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Tis The Season For DUI Checkpoints In Sonoma County. But Are They Legal?

Law enforcement has used sobriety checkpoints in California since the 1980’s. In recent years, waves of DUI/driver’s license checkpoints and DUI roadblocks have become commonplace in Sonoma County and throughout California. Beginning on December 14, law enforcement agencies throughout Sonoma County launched their annual “Avoid the 13” campaign to step up enforcement of DUI laws. Saturation patrols and DUI checkpoints will be in effect throughout the New Year’s weekend.

Some may wonder how stopping a driver without reasonable suspicion that a law was violated is constitutional. The Fourth Amendment of the United States Constitution calls for all to be free from unreasonable search and seizure. Why should a sober driver who has broken no laws be subject to police interrogation? Courts around the country have tackled this question in the past few decades. Proper checkpoints have been upheld as constitutional because when government can show they are conducted for the purpose of deterring crime, not for the purpose of enforcing criminal laws.

Limitations of DUI Checkpoints
The California Supreme Court has placed “certain limitations” on DUI checkpoints. Law enforcement’s failure to comply with the limitations could invalidate a DUI arrest. If the stop or arrest is ruled unlawful, the entire case can be dismissed. The guidelines that the courts have said law enforcement must adhere to in conducting DUI checkpoints are:

Decision making at the supervisory level: The decision to conduct a sobriety checkpoint cannot be made arbitrarily by an individual office, it has to come from a supervisory level in order to avoid arbitrary and capricious enforcement.

Limits on discretion of field officers: The officers at the checkpoint cannot have total control over who is stopped and who is not. There must be a neutral, mathematical formula to determine which cars are stopped, such as every third car or another formula related to the flow of traffic.

Maintenance of safety conditions: The checkpoint must have proper lighting and signage. In addition, the checkpoint needs to be at a time and place when and where the traffic volume does not present a safety issue. For example, a checkpoint downtown during rush hour would not be proper.

Reasonable location: The decision of where a checkpoint should be belongs to supervising personnel, not officers in the field. The chosen location should serve to achieve the government’s interest of reducing alcohol related accidents. Checkpoints should be on roads or highways with a high rate of alcohol related arrests or accidents.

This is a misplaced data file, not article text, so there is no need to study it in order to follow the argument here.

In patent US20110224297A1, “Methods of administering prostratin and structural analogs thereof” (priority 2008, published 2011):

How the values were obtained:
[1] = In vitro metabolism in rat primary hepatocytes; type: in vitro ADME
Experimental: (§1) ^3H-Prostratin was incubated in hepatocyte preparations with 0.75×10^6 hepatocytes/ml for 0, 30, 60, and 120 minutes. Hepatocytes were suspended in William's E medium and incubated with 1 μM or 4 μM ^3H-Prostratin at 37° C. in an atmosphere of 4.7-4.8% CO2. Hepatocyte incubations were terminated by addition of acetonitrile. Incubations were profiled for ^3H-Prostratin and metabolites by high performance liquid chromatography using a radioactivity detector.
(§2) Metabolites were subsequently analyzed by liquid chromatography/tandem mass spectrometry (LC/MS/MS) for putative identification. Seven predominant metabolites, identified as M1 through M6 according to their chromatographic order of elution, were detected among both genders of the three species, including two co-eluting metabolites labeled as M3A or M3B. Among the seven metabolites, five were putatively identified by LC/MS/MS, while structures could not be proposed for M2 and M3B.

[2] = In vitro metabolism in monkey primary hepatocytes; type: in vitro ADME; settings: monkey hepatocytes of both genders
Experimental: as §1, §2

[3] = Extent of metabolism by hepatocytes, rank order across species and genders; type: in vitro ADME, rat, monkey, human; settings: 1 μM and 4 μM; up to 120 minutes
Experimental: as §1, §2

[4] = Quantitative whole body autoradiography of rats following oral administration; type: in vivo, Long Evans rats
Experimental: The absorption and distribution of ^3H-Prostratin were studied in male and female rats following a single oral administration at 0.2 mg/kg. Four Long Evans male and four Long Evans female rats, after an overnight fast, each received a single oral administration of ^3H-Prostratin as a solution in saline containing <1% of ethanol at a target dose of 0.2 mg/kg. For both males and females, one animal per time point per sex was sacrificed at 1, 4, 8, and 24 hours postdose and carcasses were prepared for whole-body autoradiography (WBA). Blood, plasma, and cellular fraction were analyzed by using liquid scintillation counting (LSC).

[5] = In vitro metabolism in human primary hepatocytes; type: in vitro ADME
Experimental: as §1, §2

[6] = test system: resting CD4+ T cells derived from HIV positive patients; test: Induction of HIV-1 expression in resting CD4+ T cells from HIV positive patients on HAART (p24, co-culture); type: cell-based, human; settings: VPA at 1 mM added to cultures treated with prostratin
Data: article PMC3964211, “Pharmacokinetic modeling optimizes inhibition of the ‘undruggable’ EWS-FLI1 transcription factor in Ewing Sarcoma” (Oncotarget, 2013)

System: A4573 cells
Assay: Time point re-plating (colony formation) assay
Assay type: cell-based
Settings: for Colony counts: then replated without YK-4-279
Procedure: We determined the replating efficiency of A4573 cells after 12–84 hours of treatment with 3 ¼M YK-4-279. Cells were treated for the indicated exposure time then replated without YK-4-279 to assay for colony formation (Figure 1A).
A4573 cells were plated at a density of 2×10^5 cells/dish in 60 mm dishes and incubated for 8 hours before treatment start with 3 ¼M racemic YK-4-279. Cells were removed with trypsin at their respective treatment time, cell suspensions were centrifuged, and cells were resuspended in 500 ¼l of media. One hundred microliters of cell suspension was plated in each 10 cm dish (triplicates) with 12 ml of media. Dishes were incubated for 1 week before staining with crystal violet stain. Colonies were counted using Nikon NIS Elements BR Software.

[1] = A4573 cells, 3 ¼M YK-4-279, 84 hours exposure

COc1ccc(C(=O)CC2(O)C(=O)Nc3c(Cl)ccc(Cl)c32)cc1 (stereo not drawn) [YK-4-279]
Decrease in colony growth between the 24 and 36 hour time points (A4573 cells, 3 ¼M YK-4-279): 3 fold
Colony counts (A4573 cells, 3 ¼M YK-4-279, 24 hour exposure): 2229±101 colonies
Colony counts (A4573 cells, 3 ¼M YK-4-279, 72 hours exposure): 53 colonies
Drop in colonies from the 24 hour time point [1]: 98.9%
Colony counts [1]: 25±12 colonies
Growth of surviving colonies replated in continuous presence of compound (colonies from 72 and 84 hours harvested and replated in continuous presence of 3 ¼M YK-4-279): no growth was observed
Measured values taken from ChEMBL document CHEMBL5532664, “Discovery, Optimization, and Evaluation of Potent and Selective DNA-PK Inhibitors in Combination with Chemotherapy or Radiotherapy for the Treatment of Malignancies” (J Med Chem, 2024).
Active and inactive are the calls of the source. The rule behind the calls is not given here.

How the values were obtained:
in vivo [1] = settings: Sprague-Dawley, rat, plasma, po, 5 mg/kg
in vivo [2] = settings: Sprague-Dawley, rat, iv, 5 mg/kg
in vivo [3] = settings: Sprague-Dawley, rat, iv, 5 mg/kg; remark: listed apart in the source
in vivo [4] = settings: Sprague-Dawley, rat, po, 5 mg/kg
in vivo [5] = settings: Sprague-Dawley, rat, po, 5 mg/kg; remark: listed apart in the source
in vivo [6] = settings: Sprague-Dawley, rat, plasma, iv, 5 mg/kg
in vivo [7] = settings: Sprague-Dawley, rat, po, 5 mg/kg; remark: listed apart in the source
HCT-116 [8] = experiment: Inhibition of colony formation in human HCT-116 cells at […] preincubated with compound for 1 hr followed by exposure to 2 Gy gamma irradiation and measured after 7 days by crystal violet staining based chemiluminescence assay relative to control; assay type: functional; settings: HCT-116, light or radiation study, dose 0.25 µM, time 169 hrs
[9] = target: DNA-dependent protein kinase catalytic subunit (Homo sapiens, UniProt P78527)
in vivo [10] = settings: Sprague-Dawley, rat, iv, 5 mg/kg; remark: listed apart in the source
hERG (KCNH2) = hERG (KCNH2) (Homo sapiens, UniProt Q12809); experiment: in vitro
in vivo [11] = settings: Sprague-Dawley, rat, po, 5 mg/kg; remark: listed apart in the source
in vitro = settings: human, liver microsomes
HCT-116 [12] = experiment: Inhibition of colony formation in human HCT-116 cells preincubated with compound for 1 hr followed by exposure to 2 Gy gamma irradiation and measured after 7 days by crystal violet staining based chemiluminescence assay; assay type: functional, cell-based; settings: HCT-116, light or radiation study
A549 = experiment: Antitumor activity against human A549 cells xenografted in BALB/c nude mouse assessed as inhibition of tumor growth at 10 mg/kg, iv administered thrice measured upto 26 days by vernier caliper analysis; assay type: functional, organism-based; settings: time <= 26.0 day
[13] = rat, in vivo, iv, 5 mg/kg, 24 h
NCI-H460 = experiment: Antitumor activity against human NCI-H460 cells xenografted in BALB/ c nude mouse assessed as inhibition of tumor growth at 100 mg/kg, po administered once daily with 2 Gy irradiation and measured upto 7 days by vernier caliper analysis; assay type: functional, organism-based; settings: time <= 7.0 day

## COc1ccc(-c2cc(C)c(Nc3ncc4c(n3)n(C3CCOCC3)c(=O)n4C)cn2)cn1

Time and duration: There are no hard and fast rules about the time and duration of checkpoints, however most approved checkpoints have been operated in the late evening or early morning hours.

Indicia of official nature of roadblock: A checkpoint needs to look official so that drivers know that it is a legitimate police operation. They need to be visible with adequate warning signs, flashing lights, proper lighting, marked police vehicles and uniformed officers.

Length and nature of detention: The stop and questioning of drivers should only last long enough to determine if there are signs of intoxication. Classic symptoms that officers look for are the smell of alcohol, slurred speech, and red or watery eyes. If the officer does not observe any symptoms, the driver should be allowed to leave immediately. Checkpoints should not be used as a tool to investigate other crimes.

Advance publicity: Roadblocks and checkpoints need to have proper advance publicity so that they are a deterrent to driving under the influence and less intrusive to drivers. Courts have held that publishing the date of the checkpoint, even without pinpointing the location, serves the public by reducing surprise, fear, and inconvenience.

Can you avoid stopping at a DUI checkpoint?

Yes. A person has a right to avoid the checkpoint in he or she chooses. Road signs announcing the checkpoint should be placed far enough ahead of the checkpoint that drivers could choose to avoid it. However, if you do anything unlawful (i.e. illegal u-turn) or show signs of intoxication when avoiding the checkpoint, you can be stopped. Remember that it is illegal to traverse a flare pattern or cone pattern set up to regulate traffic.

If you have any questions regarding DUI checkpoints or DUIs in general, contact a Santa Rosa DUI lawyer for more information.

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